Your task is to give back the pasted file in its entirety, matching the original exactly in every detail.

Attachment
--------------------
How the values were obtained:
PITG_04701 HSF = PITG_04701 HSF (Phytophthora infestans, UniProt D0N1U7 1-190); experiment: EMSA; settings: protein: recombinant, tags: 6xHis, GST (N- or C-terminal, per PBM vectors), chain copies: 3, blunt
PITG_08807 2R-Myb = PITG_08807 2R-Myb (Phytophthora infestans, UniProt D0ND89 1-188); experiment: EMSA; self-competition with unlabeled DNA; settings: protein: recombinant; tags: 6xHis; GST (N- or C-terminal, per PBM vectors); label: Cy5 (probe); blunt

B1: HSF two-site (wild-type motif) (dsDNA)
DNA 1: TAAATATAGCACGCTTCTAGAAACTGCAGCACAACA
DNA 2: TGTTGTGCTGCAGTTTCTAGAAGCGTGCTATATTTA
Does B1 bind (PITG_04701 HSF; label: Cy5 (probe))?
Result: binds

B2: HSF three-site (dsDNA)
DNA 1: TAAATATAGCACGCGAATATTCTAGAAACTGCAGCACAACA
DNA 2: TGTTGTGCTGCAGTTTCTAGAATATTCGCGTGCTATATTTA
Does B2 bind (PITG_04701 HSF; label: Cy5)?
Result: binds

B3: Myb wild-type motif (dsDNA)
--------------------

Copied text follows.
How the values were obtained:
PITG_04701 HSF = PITG_04701 HSF (Phytophthora infestans, UniProt D0N1U7 1-190); experiment: EMSA; settings: protein: recombinant, tags: 6xHis, GST (N- or C-terminal, per PBM vectors), chain copies: 3, blunt
PITG_08807 2R-Myb = PITG_08807 2R-Myb (Phytophthora infestans, UniProt D0ND89 1-188); experiment: EMSA; self-competition with unlabeled DNA; settings: protein: recombinant; tags: 6xHis; GST (N- or C-terminal, per PBM vectors); label: Cy5 (probe); blunt

B1: HSF two-site (wild-type motif) (dsDNA)
DNA 1: TAAATATAGCACGCTTCTAGAAACTGCAGCACAACA
DNA 2: TGTTGTGCTGCAGTTTCTAGAAGCGTGCTATATTTA
Does B1 bind (PITG_04701 HSF; label: Cy5 (probe))?
Result: binds

B2: HSF three-site (dsDNA)
DNA 1: TAAATATAGCACGCGAATATTCTAGAAACTGCAGCACAACA
DNA 2: TGTTGTGCTGCAGTTTCTAGAATATTCGCGTGCTATATTTA
Does B2 bind (PITG_04701 HSF; label: Cy5)?
Result: binds

B3: Myb wild-type motif (dsDNA)